How can she talk about the last twenty years in Cuba if she hasn’t been here on the island?

And returning to that previous notion, what does it mean for there to have been “a relaxation of ethical and sexual morality”? …or is she advocating disciplined “sexual freedom” under heterosexual and classist canons? She’s raising this while heterosexuals around the world, not only those in Cuba, are beginning to break out of the corsets of past centuries.

Ten years into the twenty-first century, people know that they can and must begin to be classified according to want they want to be and not according to what those in power decide. This is happening even in Cuba. Perhaps in political and economic terms we’re in the 19th century, but some of us (to not say all of us) are reluctant to enter through that little channel.

Everyone comes out of the closet when they want to and how they want to, giving their body when and how they want, so this would also change the concept of prostitution, especially when there are people who engage in it for pleasure and can’t conceive of their lives outside of that.

Why do we always think that those who do something different are evil or sick? Why do we have to convince people to do the opposite – what we think is right? Comprehensive studies that are carried out only perpetuate myths or establish others that of course leave out certain individualities.

I’ve noted that prostitution is not only experienced by prostitutes, but by police officers, scholars, writers, doctors and even some journalists – who don’t necessarily “do it in the streets.”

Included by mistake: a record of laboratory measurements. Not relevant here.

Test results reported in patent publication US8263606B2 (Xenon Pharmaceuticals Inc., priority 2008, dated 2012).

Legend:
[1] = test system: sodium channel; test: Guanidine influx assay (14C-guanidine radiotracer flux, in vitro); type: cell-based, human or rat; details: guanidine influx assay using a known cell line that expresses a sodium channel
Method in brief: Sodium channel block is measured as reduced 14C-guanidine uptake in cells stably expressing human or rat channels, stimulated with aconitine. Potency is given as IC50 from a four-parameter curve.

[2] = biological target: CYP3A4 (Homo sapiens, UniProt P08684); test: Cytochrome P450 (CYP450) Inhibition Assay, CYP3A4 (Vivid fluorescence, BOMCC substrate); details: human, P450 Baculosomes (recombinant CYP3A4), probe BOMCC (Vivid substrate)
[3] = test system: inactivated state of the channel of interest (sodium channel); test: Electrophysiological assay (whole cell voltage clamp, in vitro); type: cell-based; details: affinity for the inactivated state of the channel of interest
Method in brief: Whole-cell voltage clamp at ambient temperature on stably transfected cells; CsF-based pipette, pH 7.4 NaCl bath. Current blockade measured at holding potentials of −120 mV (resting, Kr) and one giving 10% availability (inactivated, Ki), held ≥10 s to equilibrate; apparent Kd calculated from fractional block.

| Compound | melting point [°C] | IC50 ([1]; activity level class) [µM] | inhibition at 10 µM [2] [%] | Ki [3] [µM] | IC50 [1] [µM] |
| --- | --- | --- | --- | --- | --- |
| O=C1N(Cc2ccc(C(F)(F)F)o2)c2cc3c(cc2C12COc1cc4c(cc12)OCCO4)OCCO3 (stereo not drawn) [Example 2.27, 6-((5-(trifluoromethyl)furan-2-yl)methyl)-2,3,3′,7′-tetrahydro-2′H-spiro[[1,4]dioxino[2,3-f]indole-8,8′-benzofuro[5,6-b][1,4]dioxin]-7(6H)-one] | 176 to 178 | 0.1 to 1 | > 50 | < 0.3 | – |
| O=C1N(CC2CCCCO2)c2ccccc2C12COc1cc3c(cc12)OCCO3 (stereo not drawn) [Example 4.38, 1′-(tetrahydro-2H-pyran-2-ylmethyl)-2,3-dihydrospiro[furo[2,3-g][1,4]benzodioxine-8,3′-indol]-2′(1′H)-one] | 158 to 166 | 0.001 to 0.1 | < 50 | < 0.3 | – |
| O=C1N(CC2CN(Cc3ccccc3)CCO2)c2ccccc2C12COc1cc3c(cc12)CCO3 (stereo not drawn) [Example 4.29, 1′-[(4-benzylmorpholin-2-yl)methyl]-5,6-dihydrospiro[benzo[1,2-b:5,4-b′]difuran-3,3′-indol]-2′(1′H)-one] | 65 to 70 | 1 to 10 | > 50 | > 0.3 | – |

These rigid criteria closely resemble certain regimes and only help to perpetuate the image that all of us in Cuba prostitute ourselves in the most primitive manners possible.

I thank “S” for giving me access to this information. The “queen of the condom,” as they called Monika Krause in another epoch, appeared at times wise in her interview. It helped me fill some of the gaps that I still have in the history of Cuba (the 80’s continue to be a gray period in my mind, even grayer than the ‘70s).

Finally, I’m sorry though that I couldn’t keep from noticing a somewhat Eurocentric tone of civilization and barbarism in her words. For my part, though I recommend the interview to everyone, I think that Cuban society has evolved over the last twenty years – at least two rungs.

 


Maria Matienzo

Maria Matienzo Puerto: I dreamed once that I was a butterfly who had come from Africa and discovered that I had been alive for thirty years. From that time on, I constructed my world while I was sleeping: I was born in a magic city like Havana; I dedicated myself to journalism; I wrote and edited books for children; I met to discuss art with wonderful people; I fell in love with a woman. Of course, there are certain points of coincidence with the reality of my waking life and it’s that I prefer the silence of reading and the pleasure of a good movie.